A recent study into the reasons for the disappointing usage of Australia’s two bike share schemes has confirmed what many people already know: public bike share will not work with mandatory helmet laws.
Usage rates of Brisbane’s CityCycle and the Melbourne Bike Share are terrible. This new research confirms what we have previously reported; that Brisbane and Melbourne are receiving only 5-10% of the usage we should expect of successful bike share schemes.
The authors note:
“Both schemes have approximately 0.3–0.4 trips per day per bike according to information supplied by the operators to the authors…..most other schemes internationally report usage rates of around 3–6 trips per bike per day.”
Every bike share scheme in the world except for Brisbane and Melbourne allows people to ride without helmets (which is perfectly safe). It is this compulsory helmet requirement that most people say is the main factor preventing them from using the Melbourne Bike Share, as shown in Figure 1 below.
Over 60% of respondents cite helmet restrictions as being the main reason stopping them from using bike share.
When you exclude those who claim bad weather as their main obstacle (which is surely beyond the power of any government or transport authority to influence), helmet laws become even more obviously predominant.
The study found similar reasons for the poor patronage of Brisbane CityCycle. Analysis of CityCycle was done through “focus group discussions” rather than a survey, so the results are descriptive rather than statistical. But a familiar story emerges.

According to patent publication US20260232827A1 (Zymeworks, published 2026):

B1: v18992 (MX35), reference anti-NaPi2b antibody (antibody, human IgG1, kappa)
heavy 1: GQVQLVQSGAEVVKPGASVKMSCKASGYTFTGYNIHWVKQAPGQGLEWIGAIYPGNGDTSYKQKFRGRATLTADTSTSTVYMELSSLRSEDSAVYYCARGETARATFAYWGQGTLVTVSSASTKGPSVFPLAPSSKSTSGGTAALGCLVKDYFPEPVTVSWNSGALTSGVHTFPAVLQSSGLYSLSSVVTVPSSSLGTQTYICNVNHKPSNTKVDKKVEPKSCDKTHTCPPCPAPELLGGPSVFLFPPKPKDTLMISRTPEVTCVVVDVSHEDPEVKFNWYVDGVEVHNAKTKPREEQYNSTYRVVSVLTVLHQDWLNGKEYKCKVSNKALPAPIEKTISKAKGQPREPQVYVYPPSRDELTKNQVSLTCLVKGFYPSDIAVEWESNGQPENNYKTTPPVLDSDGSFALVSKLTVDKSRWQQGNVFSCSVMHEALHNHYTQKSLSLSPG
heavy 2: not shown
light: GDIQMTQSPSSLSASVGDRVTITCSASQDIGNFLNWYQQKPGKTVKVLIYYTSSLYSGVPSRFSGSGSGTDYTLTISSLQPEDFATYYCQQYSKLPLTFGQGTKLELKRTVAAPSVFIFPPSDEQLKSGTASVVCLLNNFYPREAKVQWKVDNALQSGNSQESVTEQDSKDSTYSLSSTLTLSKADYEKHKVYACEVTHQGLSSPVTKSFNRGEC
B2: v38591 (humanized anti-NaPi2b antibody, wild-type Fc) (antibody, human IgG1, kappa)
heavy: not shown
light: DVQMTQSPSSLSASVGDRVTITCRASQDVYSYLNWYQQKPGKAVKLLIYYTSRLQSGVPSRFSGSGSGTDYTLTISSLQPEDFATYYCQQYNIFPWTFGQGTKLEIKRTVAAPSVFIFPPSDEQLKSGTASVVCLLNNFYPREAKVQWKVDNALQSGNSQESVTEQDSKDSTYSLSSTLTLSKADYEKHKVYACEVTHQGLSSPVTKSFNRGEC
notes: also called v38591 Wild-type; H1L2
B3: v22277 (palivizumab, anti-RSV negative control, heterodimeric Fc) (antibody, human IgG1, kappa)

The authors write:
“Participants who had not used CityCycle frequently described mandatory helmet laws as a reason for not using the scheme. Focus group participants felt the requirement to use a helmet reduced the spontaneity often associated with public bike share scheme use.”
Despite having some compelling evidence in front of them, the authors recommendations are weak and disappointing. They suggest Australian bike share needs:
- a more accessible, spontaneous sign-up process
- 24/7 opening hours
- greater incentives to sign up new members and casual users
While there is no doubt that these things are useful suggestions, they do not even come close to explaining why Brisbane and Melbourne are operating at one-tenth the usage they should be.
Melbourne Bike Share already has an instantaneous sign-up process (credit card swipe) and it doesn’t have significantly higher usage than CityCycle which has a longer, more complicated sign-up.
24-hour operation would be beneficial but it’s inconceivable that it would lead to anything more than a marginal increase in usage, certainly not the 10-fold increase that the schemes need.
Why do the authors not make any suggestions about what is clearly the main reason for the failure of Australian bike share: mandatory helmet laws? Why is there no consideration of an exemption from helmet laws for bike share users, as has been suggested by Fairfax journalist Michael O’Reilly and others in the media and community?
This seemingly strange omission becomes understandable when we note that the three authors of this study are from the Centre for Accident Research and Road Safety – Queensland (CARRS-Q), based at the Queensland University of Technology. CARRS-Q was the group that last year produced a publication in support of mandatory bicycle helmet legislation which was commissioned and paid for by (and included editorial input from) the Queensland government.
Given the preconceived views of it’s authors it is unsurprising that this latest research fails to suggest that it might be time to rethink our stance on compulsory helmets. This is disappointing because their own evidence clearly shows that helmet laws are the primary reason for the failure of bike share in Australia.